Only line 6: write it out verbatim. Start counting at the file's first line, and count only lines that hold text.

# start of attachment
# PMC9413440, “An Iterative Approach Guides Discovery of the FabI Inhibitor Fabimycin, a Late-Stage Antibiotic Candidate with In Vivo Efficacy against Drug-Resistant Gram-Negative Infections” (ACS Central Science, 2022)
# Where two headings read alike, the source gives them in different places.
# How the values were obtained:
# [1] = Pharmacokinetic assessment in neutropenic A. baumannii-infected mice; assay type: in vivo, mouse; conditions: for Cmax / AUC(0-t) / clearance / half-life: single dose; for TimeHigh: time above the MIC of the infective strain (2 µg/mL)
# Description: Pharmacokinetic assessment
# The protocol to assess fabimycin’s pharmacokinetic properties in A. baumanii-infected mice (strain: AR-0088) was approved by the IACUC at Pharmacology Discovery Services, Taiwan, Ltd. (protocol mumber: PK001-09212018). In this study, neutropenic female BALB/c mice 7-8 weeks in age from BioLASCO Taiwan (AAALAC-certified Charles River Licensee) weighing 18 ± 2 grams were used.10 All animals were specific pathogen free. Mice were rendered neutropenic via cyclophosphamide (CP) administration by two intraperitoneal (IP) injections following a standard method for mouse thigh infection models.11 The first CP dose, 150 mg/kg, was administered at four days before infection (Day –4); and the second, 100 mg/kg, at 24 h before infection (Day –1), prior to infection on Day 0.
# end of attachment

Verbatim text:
# The protocol to assess fabimycin’s pharmacokinetic properties in A. baumanii-infected mice (strain: AR-0088) was approved by the IACUC at Pharmacology Discovery Services, Taiwan, Ltd. (protocol mumber: PK001-09212018). In this study, neutropenic female BALB/c mice 7-8 weeks in age from BioLASCO Taiwan (AAALAC-certified Charles River Licensee) weighing 18 ± 2 grams were used.10 All animals were specific pathogen free. Mice were rendered neutropenic via cyclophosphamide (CP) administration by two intraperitoneal (IP) injections following a standard method for mouse thigh infection models.11 The first CP dose, 150 mg/kg, was administered at four days before infection (Day –4); and the second, 100 mg/kg, at 24 h before infection (Day –1), prior to infection on Day 0.